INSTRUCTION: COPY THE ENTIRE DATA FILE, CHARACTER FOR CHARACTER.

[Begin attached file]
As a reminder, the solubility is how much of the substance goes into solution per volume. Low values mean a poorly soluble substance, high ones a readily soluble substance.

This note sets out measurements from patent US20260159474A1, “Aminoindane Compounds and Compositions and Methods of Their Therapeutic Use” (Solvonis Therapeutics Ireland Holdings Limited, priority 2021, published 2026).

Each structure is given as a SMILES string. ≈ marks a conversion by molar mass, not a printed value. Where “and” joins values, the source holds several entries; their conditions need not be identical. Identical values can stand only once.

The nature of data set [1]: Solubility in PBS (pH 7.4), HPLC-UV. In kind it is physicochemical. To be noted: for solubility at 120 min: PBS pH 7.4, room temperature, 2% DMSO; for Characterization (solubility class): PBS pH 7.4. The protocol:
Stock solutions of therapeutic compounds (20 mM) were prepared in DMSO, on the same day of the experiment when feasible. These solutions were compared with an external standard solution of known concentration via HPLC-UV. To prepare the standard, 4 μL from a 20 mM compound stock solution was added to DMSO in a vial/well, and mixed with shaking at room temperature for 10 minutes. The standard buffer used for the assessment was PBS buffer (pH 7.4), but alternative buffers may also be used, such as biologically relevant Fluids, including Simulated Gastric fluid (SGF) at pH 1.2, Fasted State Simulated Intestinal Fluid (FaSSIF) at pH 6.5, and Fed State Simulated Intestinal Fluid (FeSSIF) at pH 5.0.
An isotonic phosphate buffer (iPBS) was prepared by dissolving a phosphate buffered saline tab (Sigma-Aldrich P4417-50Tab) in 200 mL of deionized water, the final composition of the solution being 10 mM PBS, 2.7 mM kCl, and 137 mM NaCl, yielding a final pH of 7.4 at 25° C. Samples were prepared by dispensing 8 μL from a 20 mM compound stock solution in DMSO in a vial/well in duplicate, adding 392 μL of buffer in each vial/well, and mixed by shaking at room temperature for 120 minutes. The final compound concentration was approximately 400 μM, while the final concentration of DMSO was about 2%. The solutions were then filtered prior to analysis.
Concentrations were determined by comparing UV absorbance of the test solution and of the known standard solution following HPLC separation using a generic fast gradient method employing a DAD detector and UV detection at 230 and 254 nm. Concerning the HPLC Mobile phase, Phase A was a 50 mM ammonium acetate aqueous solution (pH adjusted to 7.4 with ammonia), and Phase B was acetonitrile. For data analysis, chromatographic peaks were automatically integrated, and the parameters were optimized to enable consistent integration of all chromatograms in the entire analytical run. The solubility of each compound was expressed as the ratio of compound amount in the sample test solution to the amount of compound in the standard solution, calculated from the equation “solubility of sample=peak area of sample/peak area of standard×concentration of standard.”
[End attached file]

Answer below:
As a reminder, the solubility is how much of the substance goes into solution per volume. Low values mean a poorly soluble substance, high ones a readily soluble substance.

This note sets out measurements from patent US20260159474A1, “Aminoindane Compounds and Compositions and Methods of Their Therapeutic Use” (Solvonis Therapeutics Ireland Holdings Limited, priority 2021, published 2026).

Each structure is given as a SMILES string. ≈ marks a conversion by molar mass, not a printed value. Where “and” joins values, the source holds several entries; their conditions need not be identical. Identical values can stand only once.

The nature of data set [1]: Solubility in PBS (pH 7.4), HPLC-UV. In kind it is physicochemical. To be noted: for solubility at 120 min: PBS pH 7.4, room temperature, 2% DMSO; for Characterization (solubility class): PBS pH 7.4. The protocol:
Stock solutions of therapeutic compounds (20 mM) were prepared in DMSO, on the same day of the experiment when feasible. These solutions were compared with an external standard solution of known concentration via HPLC-UV. To prepare the standard, 4 μL from a 20 mM compound stock solution was added to DMSO in a vial/well, and mixed with shaking at room temperature for 10 minutes. The standard buffer used for the assessment was PBS buffer (pH 7.4), but alternative buffers may also be used, such as biologically relevant Fluids, including Simulated Gastric fluid (SGF) at pH 1.2, Fasted State Simulated Intestinal Fluid (FaSSIF) at pH 6.5, and Fed State Simulated Intestinal Fluid (FeSSIF) at pH 5.0.
An isotonic phosphate buffer (iPBS) was prepared by dissolving a phosphate buffered saline tab (Sigma-Aldrich P4417-50Tab) in 200 mL of deionized water, the final composition of the solution being 10 mM PBS, 2.7 mM kCl, and 137 mM NaCl, yielding a final pH of 7.4 at 25° C. Samples were prepared by dispensing 8 μL from a 20 mM compound stock solution in DMSO in a vial/well in duplicate, adding 392 μL of buffer in each vial/well, and mixed by shaking at room temperature for 120 minutes. The final compound concentration was approximately 400 μM, while the final concentration of DMSO was about 2%. The solutions were then filtered prior to analysis.
Concentrations were determined by comparing UV absorbance of the test solution and of the known standard solution following HPLC separation using a generic fast gradient method employing a DAD detector and UV detection at 230 and 254 nm. Concerning the HPLC Mobile phase, Phase A was a 50 mM ammonium acetate aqueous solution (pH adjusted to 7.4 with ammonia), and Phase B was acetonitrile. For data analysis, chromatographic peaks were automatically integrated, and the parameters were optimized to enable consistent integration of all chromatograms in the entire analytical run. The solubility of each compound was expressed as the ratio of compound amount in the sample test solution to the amount of compound in the standard solution, calculated from the equation “solubility of sample=peak area of sample/peak area of standard×concentration of standard.”